Usually, when an automaker boasts that their latest six-figure supercar borrows tech from a racecar, they’re referring to the use of exotic materials or some slightly tweaked aero. However, Lamborghini’s latest creation takes that statement and runs with it, creating one of the best vehicles I’ve ever driven in the process.
It’s called the 2021 Lamborghini Huracán STO, meaning Super Trofeo Omologata. As its name suggests, the STO is a homologation special based on the brand’s Super Trofeo EVO and GT3 EVO racecars, the latter of which won the 24 Hours of Daytona three times and the 12 Hours of Sebring twice. To put this latest track day special through its paces, I traveled to Willow Springs International Raceway in California, one of the fastest racetracks in the western United States.
A Body Shaped By Motorsport
A quick glance is all you need to know that the STO is no ordinary Huracán. From its widened bodywork to its manually adjustable rear wing sitting behind a massive roof scoop, the STO elevates your heart rate before you even get behind the wheel. However, you’ll need to look closely to appreciate the magic behind this unique machine.
Take the front end, for example. In a “normal” Huracán, you have your front bumper, hood, and fenders as separate pieces. In the STO, these are all one solid piece of carbon fiber, just like those racecars mentioned above. Aside from taking inspiration from the brand’s most iconic model, the Miura, this clamshell design helps reduce weight thanks to its construction and lack of additional mounting hardware found in the standard model.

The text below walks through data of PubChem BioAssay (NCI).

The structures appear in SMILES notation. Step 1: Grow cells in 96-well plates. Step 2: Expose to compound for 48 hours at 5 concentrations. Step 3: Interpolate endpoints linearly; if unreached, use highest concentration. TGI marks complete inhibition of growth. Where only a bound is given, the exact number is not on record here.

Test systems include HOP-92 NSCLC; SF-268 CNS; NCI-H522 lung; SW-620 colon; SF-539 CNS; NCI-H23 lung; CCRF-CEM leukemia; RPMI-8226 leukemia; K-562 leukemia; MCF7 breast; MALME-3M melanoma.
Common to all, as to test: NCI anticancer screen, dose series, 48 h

The clamshell design the Italian carmaker calls “cofango” also houses a brand-new splitter that directly channels air into a central radiator to improve cooling. Additionally, the clamshell generates downforce by directing air to a new set of louvers found on the front fender area, where it meets with air exiting the front wheel arches. The result is a decrease in air pressure in the front arches and an increase in overall downforce.
As we move to the rear, the 2021 Lamborghini Huracán STO has even more party tricks on offer. While it’s almost impossible to appreciate from photos alone, the rear quarter panels have also taken inspiration from the Super Trofeo EVO, including a brand new set of NACA air intakes. Not only do these ducts feed air into the STO’s V10 engine, but they also help decrease static pressure losses by up to 30%.
Bringing up the rear is the STO’s most striking design element, its massive air scoop. Aside from channeling air directly under the STO’s hood, the scoop serves as a mounting point for the integrated “shark fin.” According to Lamborghini, this aerodynamic element has a yaw angle, separating the different air pressures on either side of the car while cornering, aiding overall stability.